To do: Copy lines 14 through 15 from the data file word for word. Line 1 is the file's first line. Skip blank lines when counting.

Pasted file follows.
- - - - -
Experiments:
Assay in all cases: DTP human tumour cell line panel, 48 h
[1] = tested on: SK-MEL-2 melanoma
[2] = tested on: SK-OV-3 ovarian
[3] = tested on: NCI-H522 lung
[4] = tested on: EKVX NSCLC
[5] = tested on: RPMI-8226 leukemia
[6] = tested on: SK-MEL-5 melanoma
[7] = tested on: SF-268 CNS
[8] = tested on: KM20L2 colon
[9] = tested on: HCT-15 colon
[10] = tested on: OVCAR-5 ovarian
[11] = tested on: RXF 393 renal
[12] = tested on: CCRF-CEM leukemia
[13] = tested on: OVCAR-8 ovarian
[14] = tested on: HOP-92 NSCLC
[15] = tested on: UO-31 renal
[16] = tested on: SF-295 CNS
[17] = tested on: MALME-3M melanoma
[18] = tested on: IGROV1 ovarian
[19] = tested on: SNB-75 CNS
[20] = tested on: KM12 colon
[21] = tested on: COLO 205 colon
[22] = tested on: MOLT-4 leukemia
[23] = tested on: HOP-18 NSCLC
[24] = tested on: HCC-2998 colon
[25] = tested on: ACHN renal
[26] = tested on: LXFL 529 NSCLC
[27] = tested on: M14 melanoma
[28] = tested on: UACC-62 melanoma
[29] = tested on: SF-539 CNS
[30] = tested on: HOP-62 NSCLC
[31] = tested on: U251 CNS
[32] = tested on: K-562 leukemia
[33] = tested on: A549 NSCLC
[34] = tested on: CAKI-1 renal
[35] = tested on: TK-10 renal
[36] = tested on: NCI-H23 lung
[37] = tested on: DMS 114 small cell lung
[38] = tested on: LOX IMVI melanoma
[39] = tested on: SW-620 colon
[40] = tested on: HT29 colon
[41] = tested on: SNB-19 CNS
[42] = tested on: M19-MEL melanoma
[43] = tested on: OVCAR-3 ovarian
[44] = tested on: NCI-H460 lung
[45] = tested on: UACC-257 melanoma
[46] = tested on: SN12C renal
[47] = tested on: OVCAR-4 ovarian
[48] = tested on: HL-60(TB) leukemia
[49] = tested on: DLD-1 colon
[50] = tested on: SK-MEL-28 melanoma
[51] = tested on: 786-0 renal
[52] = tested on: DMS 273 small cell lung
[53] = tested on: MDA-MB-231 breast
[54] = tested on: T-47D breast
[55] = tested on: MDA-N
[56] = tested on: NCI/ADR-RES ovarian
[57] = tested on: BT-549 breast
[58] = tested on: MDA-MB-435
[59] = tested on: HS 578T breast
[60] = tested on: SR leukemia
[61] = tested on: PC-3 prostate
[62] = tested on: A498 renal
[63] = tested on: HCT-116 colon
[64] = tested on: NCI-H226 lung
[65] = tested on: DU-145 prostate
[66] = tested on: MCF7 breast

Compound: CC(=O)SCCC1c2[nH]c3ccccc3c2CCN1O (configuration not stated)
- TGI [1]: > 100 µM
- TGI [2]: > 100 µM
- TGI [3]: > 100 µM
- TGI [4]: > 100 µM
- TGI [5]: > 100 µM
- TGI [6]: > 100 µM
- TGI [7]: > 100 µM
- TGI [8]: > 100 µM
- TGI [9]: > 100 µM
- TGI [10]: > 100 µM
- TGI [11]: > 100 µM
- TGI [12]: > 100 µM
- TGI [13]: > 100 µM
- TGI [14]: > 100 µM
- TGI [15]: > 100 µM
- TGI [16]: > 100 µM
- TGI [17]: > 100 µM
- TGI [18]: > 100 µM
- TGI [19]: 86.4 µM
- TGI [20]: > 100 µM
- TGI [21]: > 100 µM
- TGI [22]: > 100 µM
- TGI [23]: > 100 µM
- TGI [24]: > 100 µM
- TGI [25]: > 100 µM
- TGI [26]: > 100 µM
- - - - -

[12] = tested on: CCRF-CEM leukemia
[13] = tested on: OVCAR-8 ovarian